- Lighting controls best practices are found in energy standards and green building certification programs.
- Standards include ASHRAE 90.1 and green certifications like U.S. Green Building Council's LEED v4.
- For more advice, see the lighting control protocols guide from the Illuminating Engineering Society.
LED lighting upgrades are a great way for facilities of all types to reduce their energy costs. Adding controls can reduce those cost even more, but only if they are designed, installed and operated properly. How? Energy standards, green building certification programs and Illuminating Engineering Society (IES) recommendations can provide some guidance.
Getting up to standard
Lighting controls are increasingly essential in meeting building energy codes and standards. For example, the widely used ASHRAE 90.1-2010 Energy Standard for Buildings requires the following:
- Automatic lighting shutoff control in all spaces
- One control step between 30 and 70 percent level in addition to all-off
- Automatic daylighting controls in primary zones
- Exterior lighting off during the day and reduced level at night
Later versions of this standard prescribe even more controls. ASHRAE 90.1-2013 calls for dimming to 50 percent of design power for intermittently used spaces such as corridors and stairwells, as well as use of daylight-responsive controls in secondary and primary daylight zones. ASHRAE 90.1-2016 requires that all lighting be automatically turned off when not in use, except for areas where automatic shutoff causes safety or security concerns.
LEEDing the way
The LEED v4 green building certification from the U.S. Green Building Council (USGBC) requires additional lighting controls. To earn points in the Energy and Atmosphere and Indoor Environmental Quality sections, your project must:
- Meet or exceed all ASHRAE 90.1-2010 lighting requirements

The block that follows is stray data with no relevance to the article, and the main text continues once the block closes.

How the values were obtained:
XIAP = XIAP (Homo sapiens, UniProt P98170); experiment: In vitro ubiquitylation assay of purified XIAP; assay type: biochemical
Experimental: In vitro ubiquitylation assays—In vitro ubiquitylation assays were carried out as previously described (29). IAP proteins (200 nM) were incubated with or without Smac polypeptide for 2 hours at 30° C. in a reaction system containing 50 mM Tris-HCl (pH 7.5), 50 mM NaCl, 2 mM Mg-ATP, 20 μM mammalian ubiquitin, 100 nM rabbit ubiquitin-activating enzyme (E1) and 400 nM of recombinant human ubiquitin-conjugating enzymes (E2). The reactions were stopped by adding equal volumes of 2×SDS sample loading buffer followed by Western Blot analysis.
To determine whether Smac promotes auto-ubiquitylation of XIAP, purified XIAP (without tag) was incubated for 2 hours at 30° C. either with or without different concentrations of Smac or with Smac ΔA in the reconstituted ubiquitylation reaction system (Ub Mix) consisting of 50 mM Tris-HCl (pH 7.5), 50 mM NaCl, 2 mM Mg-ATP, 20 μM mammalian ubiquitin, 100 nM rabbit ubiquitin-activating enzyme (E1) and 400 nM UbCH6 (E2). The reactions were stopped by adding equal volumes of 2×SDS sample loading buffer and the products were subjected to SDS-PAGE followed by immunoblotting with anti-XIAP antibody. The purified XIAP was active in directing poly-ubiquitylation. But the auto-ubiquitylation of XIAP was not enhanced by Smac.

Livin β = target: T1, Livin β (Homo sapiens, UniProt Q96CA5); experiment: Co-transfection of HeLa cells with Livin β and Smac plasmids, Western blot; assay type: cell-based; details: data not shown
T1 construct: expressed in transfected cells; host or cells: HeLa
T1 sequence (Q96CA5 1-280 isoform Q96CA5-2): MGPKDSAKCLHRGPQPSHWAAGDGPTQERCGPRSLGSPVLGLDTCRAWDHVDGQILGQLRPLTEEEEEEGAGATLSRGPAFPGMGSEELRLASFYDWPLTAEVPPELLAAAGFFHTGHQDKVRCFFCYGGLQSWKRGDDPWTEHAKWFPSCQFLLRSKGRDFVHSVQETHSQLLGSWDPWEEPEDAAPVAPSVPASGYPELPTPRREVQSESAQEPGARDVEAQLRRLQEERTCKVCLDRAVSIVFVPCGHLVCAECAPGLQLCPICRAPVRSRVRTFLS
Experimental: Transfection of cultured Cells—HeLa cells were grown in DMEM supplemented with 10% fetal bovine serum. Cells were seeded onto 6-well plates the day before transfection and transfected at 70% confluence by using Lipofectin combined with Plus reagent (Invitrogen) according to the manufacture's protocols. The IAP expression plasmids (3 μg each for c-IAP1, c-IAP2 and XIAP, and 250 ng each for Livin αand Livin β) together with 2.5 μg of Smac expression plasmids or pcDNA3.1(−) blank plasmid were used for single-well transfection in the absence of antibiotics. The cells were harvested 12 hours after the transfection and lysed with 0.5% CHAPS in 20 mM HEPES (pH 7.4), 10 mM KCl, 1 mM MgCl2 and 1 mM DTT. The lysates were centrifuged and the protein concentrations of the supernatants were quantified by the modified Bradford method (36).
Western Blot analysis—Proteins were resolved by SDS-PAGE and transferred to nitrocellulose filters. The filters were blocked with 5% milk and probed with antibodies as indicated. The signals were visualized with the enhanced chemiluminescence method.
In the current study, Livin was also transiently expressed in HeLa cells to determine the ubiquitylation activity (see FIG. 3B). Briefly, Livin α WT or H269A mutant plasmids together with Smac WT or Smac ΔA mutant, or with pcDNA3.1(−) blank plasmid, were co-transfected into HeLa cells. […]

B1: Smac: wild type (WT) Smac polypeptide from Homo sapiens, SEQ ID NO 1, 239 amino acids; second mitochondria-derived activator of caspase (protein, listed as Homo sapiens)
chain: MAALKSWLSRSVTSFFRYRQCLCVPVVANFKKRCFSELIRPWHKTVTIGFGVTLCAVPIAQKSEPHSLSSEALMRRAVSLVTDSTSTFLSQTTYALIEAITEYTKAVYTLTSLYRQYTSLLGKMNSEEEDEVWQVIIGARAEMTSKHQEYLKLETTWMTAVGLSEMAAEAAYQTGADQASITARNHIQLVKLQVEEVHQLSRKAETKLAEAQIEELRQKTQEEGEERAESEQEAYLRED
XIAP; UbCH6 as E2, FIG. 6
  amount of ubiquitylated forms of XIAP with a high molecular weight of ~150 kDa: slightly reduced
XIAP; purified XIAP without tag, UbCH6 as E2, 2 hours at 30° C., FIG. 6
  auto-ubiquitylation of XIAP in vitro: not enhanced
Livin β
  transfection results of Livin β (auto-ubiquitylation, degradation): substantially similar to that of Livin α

- Provide at least 90 percent of individual occupants (100 percent of shared multioccupants) with lighting controls (includes task lighting)
- Include task tuning capability
- Time scheduling
- Task tuning
- Daylight harvesting
- Personal control
- Demand response
- Receptacle control
Two IES energy management documents will be very helpful in this regard. LEM-7-13 Lighting Controls covers energy-saving strategies, design considerations and the commissioning of lighting controls. TM-23-11 Lighting Control Protocols covers physical aspects of lighting control such as pulse width modulation for LED Dimming and various communication protocols, such as Zigbee and TCP/IP.
Who's using controls?
These standards, technology advances and falling prices are driving the adoption of energy-efficient lighting with controls. How are building owners responding? The latest U.S. Department of Energy data provides some answers.
So if you want to stay ahead of the competition, following the latest recommendations and advice on lighting controls from standards and industry experts. With proper design and installation, you'll create control systems that will maximize savings and convenience and keep your customers happy.
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